Where is my home port?

Nostrodamus

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Having just bought our first boat we are confused as to where we should put her home port as.
We lived in a small village when we bought the boat and the nearest port was London. We bought the boat from Ipswich and after a couple of months moved her to Hull where we are staying for a couple of months before setting off for warmer climates in the Med. We have also sold our house and we are currently living aboard so we have no home address.
The boat currently has the name of a Yacht Club in Wales and no home port.
I am aware that some countries require the name, SSR number and home port on the boat.
Can I pick anywhere as the boats home port or are there specific rules governing this?
 

Playtime

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Can I pick anywhere as the boats home port or are there specific rules governing this?

Assuming the boat is not Part 1 registered (i.e. you are on the SSR only), I believe you can choose any port in the UK.

The home port is not specifically required in the SSR but it is often included as part of the ship's name e.g. Playtime of Portsmouth.
 

VicS

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Boats that are Part 1 registered display the name and the "port of registration" Originally the port of registration was the local office where boat was registered but now can be any from the list of "ports of choice" http://www.dft.gov.uk/mca/ukr-home/merchant/guidetoregistration-holding/ports.htm

The Home port AFAIK need not necessarily be the port of registration IIRC we used to name Chichester as the "home port", as that was where the boat was moored, on French forms although the port of registration was Portsmouth but we were never sure if we were doing right or wrong.

The SSR does not involve any port of registration but as above you can include the name of any port or place as part of the name. I guess though the whole name including that place name eg "Tossa of Piddletrenthide", or what ever, should should then appear on the SSR documentation, Radio licences, Insurance documents etc etc.
 

Tranona

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Probably easiest to use Ipswich as this is the port the builder is connected with - no other reason except it sounds good! Including a location in the name is done when you want to go on Part 1 and your preferred name is taken - so you call yours XXXX of Dart or whatever.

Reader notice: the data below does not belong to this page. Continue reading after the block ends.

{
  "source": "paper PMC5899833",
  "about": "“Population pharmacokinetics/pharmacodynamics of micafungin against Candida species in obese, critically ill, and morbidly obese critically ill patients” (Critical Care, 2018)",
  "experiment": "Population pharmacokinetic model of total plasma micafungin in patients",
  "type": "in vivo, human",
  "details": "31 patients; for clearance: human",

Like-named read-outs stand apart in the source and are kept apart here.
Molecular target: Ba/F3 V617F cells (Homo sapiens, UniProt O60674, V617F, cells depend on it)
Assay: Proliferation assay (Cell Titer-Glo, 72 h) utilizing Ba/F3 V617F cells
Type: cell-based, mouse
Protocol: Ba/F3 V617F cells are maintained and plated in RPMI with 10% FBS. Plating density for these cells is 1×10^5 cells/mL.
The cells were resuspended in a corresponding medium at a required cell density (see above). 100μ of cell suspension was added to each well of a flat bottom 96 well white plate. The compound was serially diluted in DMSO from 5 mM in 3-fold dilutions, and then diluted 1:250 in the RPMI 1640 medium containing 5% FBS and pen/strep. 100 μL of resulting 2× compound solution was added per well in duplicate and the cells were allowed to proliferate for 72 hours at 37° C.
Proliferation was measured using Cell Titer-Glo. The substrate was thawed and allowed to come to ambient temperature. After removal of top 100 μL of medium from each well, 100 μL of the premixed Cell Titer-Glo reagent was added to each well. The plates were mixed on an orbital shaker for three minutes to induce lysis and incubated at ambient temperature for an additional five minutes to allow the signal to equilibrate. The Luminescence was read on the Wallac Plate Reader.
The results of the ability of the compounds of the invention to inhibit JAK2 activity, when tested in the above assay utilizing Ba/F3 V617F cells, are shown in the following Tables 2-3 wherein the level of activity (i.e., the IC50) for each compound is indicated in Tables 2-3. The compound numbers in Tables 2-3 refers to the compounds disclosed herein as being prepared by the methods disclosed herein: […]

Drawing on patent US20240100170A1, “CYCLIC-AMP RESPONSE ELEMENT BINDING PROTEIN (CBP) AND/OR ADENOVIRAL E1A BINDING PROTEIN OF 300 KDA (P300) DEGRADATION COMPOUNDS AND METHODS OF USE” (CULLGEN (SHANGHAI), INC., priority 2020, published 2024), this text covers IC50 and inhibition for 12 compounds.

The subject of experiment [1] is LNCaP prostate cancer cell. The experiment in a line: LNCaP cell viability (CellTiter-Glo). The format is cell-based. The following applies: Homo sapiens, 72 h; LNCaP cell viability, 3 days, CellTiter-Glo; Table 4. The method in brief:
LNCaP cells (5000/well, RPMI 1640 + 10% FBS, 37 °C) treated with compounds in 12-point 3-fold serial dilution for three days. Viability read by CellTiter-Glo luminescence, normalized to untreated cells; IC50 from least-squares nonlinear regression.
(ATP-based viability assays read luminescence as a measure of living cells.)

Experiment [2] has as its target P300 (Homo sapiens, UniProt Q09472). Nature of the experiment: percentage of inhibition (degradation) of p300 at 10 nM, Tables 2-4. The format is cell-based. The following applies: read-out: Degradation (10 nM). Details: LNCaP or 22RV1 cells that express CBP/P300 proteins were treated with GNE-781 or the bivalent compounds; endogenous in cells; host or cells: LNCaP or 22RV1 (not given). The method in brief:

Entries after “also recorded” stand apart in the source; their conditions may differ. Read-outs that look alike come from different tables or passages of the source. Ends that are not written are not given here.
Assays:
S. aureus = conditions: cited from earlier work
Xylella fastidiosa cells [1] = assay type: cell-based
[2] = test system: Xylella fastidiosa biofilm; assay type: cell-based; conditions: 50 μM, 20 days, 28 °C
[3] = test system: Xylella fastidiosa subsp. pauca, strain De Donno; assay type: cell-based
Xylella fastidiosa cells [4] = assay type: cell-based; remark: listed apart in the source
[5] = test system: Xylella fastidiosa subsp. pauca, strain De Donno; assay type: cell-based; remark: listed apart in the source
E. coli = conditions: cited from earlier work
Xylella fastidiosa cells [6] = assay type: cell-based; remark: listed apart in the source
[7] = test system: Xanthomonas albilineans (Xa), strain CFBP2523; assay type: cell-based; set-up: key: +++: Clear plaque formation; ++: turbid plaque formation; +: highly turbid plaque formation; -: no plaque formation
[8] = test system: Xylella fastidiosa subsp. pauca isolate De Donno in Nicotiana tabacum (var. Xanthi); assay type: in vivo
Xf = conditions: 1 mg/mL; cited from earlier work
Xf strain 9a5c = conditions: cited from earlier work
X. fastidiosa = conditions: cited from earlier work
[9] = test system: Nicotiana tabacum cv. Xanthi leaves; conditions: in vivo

macd

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One of the difficulties with the SSR is that it doesn't embody a home port, and yet my understanding is that international law requires a home port to be displayed on the vessel. (Don't shoot me down too hard if I'm wrong...it's just something I dimly remember reading, probably on this site.) In the absence of anything more concrete, people seem to display whatever port suits them. I suppose one might legitimately put "Cardiff", since that's where the SSR is located. I have heard (second-hand) of foreign officials being puzzled by the absence of a port on SSR documents, but have never heard of anything untoward happening as a result.

The practice of using names like "Sally of Ipswich" is, I think, often used for Part 1 registration, where no two boats can share the same name. So if there's already a Sally and you want another, you have to add the last bit.
 
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GrahamM376

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Police in some countries do ask for home port details. We're on SSR so, although we have no intention of returning there, we added "of Conwy" to our boat name.

I would suggest that you also maintain a home address and stay on the electoral role, even if it's a friend's or relative's.
 

LadyInBed

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I have never painted a 'home port' on the boat.
When I fill out any form that asks for it I use the port / town nearest to where my UK mooring is.
In your position, I would use Hull - it is well known and easy to write :)
For SSR, it is good to have some sort of accommodation address - look for previous posts on this subject :D